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American Drug War : The Last White Hope details the journey of Producer/Director Kevin Booth  trying to understand the complexity and paradoxes of the ongoing drug war in America after losing three members of his family to legal drugs such as alcohol, tobacco and prescription drugs.  Through a wide variety of interviews with users, dealers, DEA officers, CIA operatives, the former US Drug Czar, prisoners, wardens, doctors, medical marijuana administrators, lawyers, victims and rednecks the documentary covers a huge range of the the opinions and issues revolving around this highly controversial issue.

The documentary explains the process behind the ongoing escalation of the drug war to the point at which is it now an $18,000,000,000 + industry which is mostly used to pay for the imprisonment of drug violators, revealing the astonishing fact the 50% of American prisons are now filled with non-violent drug offenders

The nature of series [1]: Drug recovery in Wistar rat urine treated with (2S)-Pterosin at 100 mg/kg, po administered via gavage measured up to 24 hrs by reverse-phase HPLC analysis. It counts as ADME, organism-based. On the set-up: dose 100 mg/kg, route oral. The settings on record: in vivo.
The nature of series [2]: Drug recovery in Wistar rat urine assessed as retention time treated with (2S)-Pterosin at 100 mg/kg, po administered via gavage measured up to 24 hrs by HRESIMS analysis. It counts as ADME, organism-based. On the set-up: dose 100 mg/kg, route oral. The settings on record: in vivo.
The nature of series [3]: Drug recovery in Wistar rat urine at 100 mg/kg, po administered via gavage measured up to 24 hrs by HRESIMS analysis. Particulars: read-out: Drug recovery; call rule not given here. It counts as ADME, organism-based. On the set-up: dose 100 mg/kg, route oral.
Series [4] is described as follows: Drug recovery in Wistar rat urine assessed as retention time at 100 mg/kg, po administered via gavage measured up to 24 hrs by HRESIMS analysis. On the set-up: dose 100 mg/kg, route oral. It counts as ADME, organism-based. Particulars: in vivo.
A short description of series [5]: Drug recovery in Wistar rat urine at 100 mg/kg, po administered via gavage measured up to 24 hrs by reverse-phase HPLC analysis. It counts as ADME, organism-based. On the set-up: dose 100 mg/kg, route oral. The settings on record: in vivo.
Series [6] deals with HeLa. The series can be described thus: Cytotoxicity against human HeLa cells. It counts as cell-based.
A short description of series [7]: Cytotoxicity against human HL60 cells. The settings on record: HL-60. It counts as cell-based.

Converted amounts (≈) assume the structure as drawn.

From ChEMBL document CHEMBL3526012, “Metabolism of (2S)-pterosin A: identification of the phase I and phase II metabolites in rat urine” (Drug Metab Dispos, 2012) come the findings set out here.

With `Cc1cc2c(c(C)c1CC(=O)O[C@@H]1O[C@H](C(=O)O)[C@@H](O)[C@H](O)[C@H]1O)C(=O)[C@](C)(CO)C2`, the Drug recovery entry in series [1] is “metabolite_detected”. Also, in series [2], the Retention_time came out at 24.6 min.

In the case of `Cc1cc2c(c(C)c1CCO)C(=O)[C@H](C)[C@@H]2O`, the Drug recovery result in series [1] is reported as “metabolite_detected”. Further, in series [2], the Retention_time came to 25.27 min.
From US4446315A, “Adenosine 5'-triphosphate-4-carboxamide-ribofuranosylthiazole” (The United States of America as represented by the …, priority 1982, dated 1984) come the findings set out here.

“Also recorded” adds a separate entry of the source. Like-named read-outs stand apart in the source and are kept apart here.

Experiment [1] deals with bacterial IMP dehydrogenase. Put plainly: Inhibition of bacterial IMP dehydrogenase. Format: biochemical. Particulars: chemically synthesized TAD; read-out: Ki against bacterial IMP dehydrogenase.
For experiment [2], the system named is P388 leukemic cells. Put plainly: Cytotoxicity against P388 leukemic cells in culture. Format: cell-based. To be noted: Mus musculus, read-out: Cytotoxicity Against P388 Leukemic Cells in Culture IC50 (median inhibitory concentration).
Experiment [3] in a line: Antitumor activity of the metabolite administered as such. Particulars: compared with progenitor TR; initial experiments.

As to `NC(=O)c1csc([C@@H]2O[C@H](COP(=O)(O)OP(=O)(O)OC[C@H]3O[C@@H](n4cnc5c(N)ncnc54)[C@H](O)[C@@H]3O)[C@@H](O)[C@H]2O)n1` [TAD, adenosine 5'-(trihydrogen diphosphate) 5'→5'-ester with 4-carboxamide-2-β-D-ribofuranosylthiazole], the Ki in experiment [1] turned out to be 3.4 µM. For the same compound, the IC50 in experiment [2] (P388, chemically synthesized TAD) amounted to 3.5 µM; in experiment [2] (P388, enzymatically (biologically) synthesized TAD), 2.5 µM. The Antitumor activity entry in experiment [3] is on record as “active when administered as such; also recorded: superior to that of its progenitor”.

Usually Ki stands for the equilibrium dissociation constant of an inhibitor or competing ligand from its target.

Comparing the ideas of prohibition to regulation the documentary explores the highly succesful 'Medical Marijuana' system instituted in a dozen states across the country, as well as traveling to Amsterdam in Holland in order to compare the 'drug proble' in a country that has decriminilised drug use, only to find that it now has only 50% of the drug use pr capita than America. 

Delving further into the powerplays of the drug war, the film includes direct interviews with LAPD police officers, DEA Agents involved in illegal trafficking and Ricky Ross, former crack cocaine kingpin of South Central Los Angeles who had direct connections to Nicuraguan supplies of Cocaine which was used to fund the Contras as brought to light in the Iran Contra Scandal. Further evidence in the documentary proves the connection between the CIA and elements of the Reagan White House during the 1980's 'War On Drugs' period when Crack was first introduced into American ghettos.

Looking into the interests of the drug war, from corporate powers in tobacco and alcohol to the privatised prison system itself,  the documentary suggests that the prohibition of drugs has more to do with racial and religious discrimination than it does with health and rehabilitation. This is especiallyevident in the case of psychoactive substances such as magic mushrooms and other naturally occuring psychoactives which have been used in the ritual practices of traditional cultures around the world, including the Native American cultures of north and South America. 

American Drug War is one of the most comprehensive documentaries on this subject to date, exploring the issues and problems perpetuated by a war, which by it's very definition can never be won. 

Watch the entire documentary on Youtube here: here: